New thresholds came into effect for auditing annual reports. In essence, it is no longer compulsory for many companies to have their annual report audited. Now is a good time to look at whether your company is required to order an audit or review of year 2016 financial statements.

First off, a look at the new minimum levels (effective starting 2016) for companies required to conduct either a review or audit of their annual financial statements. The minimum threshold for the audit obligation for financial years starting 1 January 2016 or later was doubled and the threshold for the review obligation was increased by 60%.

The new thresholds are:


Audit is compulsory

Review is compulsory


At least two indicators exceed

At least one indicator exceeds

At least two indicators exceed

At least one indicator exceeds

Sales revenue or income (in euros)

4 million

12 million

1,6 million

4,8 million

Assets as at balance sheet date (in euros)

2 million

6 million

0.8 million

2.4 million

Average number of employees





Audit of financial statements remains compulsory for the following entities, however:

  • public limited companies
  • state accounting entities
  • local government units
  • legal person governed by public law
  • political parties receiving state budget appropriations
  • foundation where one of the founders is the state, a legal person governed by public law, local government, political party or company in which the state has, at minimum, decision-making power for the purposes of the State Assets Act or if the conditions shown in the above table apply.

The audit thresholds in other European Union member states can be viewed here.

Why order an audit or review if this is not obligatory?

From the company’s viewpoint, it may seem a good solution to be rid of the audit or review obligation: less work and financial expense. Yet the other side of the coin should be considered – what do the company and the public have to lose? For one thing, trustworthiness and transparency be diminished by not conducting an audit or review. Why?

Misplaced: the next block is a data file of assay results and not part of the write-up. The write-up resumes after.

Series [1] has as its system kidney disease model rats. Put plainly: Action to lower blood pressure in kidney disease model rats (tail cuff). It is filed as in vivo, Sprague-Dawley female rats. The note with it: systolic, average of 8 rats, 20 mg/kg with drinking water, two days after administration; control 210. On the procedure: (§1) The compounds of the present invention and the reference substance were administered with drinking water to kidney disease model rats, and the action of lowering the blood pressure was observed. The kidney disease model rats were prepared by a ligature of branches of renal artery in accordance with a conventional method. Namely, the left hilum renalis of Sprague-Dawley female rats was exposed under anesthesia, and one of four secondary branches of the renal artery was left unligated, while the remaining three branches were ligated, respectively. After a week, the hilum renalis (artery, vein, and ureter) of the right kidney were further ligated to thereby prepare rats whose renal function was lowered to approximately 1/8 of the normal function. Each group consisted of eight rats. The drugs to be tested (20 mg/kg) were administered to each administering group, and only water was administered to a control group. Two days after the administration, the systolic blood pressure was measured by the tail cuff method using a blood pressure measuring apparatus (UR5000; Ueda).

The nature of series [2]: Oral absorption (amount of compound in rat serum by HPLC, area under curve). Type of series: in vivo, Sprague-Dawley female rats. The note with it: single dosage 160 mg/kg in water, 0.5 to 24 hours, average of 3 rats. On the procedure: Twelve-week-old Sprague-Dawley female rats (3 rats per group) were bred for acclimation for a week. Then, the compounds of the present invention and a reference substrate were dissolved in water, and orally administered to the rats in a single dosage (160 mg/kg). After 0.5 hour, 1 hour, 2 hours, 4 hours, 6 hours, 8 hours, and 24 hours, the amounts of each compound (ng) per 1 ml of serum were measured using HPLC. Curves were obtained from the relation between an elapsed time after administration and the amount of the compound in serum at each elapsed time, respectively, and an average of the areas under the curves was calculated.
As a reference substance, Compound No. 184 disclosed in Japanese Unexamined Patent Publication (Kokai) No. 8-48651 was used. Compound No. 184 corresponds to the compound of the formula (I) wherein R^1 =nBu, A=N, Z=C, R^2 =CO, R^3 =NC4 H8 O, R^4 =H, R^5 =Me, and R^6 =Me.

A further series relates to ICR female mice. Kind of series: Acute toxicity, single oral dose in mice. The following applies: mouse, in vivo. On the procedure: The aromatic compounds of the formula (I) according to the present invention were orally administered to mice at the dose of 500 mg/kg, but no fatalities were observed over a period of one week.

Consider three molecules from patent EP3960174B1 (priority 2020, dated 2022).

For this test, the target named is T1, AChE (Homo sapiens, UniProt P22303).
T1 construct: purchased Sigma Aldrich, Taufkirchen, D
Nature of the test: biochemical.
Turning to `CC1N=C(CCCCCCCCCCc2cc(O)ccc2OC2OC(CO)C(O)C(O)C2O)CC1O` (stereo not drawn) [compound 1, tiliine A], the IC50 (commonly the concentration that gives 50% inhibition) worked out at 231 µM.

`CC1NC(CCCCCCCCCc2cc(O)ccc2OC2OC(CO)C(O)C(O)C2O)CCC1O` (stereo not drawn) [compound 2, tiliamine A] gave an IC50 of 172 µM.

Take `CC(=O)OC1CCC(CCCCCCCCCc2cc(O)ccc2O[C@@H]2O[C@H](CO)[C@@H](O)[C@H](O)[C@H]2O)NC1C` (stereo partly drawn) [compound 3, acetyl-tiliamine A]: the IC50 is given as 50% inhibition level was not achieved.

The answer should start with an explanation of what “audit” and “review” mean. An audit gives owners and managers assurance that the company’s accounting processes are in good order. This helps ensure trust of customers and partners. Also important is that the management receives feedback in the course of the audit on any shortcomings found and recommendations for eliminating them – so that the company is protected against fraud and unsound recognition of items in accounting. An audit can also identify risk areas – sources of possible material errors in financial reporting. To sum up, company management receives from the auditor valuable information for managerial purposes, including proposals for making the accounting system more effective.

Alongside an audit, there is another, limited and thus less extensive alternative for providing assurance: review of financial reporting. The extent and volume of a review is smaller than that of an audit, restricted mainly to interviews with management and analysis. A review does not give clients as much assurance, but it is still a good resource for making sure that financial reporting is in order.

I therefore believe that audit or review of financial reporting should be part of the battery of control procedures at any company – even if it is not required by law. The reason is simple: a company’s owner and directors can get assurance from an independent party that the company’s accounting and processes are in order.